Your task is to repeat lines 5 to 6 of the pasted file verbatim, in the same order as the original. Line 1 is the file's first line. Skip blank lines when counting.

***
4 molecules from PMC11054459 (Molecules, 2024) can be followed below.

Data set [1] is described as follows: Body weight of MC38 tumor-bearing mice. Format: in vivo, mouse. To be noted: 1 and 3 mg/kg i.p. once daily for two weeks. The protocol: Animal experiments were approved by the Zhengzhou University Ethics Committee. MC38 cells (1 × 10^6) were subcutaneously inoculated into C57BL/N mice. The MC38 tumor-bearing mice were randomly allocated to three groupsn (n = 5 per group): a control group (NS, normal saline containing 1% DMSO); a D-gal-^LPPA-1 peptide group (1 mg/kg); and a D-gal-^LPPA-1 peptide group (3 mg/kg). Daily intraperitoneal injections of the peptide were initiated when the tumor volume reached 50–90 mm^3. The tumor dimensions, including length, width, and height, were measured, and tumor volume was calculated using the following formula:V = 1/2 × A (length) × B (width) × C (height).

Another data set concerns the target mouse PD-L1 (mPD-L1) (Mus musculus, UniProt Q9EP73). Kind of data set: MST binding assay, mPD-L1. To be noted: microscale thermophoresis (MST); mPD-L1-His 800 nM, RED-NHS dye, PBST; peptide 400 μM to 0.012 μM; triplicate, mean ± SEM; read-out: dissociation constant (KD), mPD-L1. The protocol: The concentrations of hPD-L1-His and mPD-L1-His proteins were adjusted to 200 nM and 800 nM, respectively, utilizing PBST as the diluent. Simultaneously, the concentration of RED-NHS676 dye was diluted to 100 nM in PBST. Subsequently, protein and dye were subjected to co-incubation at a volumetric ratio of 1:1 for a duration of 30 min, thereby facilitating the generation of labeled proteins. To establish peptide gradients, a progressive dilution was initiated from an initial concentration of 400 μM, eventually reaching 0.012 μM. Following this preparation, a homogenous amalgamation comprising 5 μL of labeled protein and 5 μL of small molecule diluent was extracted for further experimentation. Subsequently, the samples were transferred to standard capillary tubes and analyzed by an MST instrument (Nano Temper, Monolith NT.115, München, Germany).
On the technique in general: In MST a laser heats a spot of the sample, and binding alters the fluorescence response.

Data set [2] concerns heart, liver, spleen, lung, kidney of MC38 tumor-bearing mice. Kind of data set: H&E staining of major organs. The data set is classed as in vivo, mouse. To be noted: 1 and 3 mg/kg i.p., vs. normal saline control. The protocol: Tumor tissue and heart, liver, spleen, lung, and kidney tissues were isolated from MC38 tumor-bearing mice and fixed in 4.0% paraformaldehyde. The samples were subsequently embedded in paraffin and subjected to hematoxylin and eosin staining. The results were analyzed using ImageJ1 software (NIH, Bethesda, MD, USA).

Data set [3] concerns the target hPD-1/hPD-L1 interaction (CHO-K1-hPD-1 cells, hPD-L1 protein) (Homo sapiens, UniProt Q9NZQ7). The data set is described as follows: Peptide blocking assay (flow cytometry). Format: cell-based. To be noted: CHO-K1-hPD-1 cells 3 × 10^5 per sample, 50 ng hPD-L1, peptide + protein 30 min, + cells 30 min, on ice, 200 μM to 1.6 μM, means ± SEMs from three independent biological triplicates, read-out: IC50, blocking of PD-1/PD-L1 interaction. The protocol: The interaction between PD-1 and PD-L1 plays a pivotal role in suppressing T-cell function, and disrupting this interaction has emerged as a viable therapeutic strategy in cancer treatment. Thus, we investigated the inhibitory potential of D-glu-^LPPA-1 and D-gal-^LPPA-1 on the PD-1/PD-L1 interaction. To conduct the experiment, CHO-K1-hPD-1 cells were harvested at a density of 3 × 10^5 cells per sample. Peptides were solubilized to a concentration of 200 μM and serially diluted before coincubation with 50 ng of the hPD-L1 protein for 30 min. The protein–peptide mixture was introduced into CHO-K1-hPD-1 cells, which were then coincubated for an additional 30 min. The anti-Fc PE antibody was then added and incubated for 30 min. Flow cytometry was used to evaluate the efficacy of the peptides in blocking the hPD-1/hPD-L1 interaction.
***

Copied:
Data set [2] concerns heart, liver, spleen, lung, kidney of MC38 tumor-bearing mice. Kind of data set: H&E staining of major organs. The data set is classed as in vivo, mouse. To be noted: 1 and 3 mg/kg i.p., vs. normal saline control. The protocol: Tumor tissue and heart, liver, spleen, lung, and kidney tissues were isolated from MC38 tumor-bearing mice and fixed in 4.0% paraformaldehyde. The samples were subsequently embedded in paraffin and subjected to hematoxylin and eosin staining. The results were analyzed using ImageJ1 software (NIH, Bethesda, MD, USA).

Data set [3] concerns the target hPD-1/hPD-L1 interaction (CHO-K1-hPD-1 cells, hPD-L1 protein) (Homo sapiens, UniProt Q9NZQ7). The data set is described as follows: Peptide blocking assay (flow cytometry). Format: cell-based. To be noted: CHO-K1-hPD-1 cells 3 × 10^5 per sample, 50 ng hPD-L1, peptide + protein 30 min, + cells 30 min, on ice, 200 μM to 1.6 μM, means ± SEMs from three independent biological triplicates, read-out: IC50, blocking of PD-1/PD-L1 interaction. The protocol: The interaction between PD-1 and PD-L1 plays a pivotal role in suppressing T-cell function, and disrupting this interaction has emerged as a viable therapeutic strategy in cancer treatment. Thus, we investigated the inhibitory potential of D-glu-^LPPA-1 and D-gal-^LPPA-1 on the PD-1/PD-L1 interaction. To conduct the experiment, CHO-K1-hPD-1 cells were harvested at a density of 3 × 10^5 cells per sample. Peptides were solubilized to a concentration of 200 μM and serially diluted before coincubation with 50 ng of the hPD-L1 protein for 30 min. The protein–peptide mixture was introduced into CHO-K1-hPD-1 cells, which were then coincubated for an additional 30 min. The anti-Fc PE antibody was then added and incubated for 30 min. Flow cytometry was used to evaluate the efficacy of the peptides in blocking the hPD-1/hPD-L1 interaction.